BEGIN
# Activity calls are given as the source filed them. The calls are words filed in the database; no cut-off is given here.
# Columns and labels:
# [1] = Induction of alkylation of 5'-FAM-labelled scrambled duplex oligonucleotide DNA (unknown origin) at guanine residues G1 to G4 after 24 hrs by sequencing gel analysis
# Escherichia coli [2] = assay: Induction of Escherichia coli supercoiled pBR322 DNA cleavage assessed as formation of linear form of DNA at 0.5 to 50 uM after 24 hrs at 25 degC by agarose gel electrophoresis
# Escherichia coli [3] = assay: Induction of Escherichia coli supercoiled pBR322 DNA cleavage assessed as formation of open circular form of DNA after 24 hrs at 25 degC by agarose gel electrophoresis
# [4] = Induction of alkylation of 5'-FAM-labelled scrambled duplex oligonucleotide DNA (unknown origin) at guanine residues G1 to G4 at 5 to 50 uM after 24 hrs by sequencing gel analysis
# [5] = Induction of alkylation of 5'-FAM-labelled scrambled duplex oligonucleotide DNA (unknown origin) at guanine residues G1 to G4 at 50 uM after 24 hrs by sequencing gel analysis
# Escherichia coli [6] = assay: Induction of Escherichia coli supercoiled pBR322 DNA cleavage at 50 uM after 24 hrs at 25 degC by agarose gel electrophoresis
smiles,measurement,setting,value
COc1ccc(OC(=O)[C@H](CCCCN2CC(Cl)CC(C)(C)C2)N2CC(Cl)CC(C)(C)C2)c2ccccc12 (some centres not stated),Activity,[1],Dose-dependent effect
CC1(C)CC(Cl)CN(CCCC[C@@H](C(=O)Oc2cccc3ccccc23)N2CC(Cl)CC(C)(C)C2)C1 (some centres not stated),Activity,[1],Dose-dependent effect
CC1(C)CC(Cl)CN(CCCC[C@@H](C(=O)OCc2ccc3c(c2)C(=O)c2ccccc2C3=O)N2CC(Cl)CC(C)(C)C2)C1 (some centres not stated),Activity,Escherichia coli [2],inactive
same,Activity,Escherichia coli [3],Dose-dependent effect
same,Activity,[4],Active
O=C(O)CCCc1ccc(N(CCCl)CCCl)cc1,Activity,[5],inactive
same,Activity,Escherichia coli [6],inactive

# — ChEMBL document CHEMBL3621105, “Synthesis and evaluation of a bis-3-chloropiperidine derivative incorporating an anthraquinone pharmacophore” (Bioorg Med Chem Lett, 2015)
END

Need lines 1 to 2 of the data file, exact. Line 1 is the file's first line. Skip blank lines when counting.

# Activity calls are given as the source filed them. The calls are words filed in the database; no cut-off is given here.
# Columns and labels: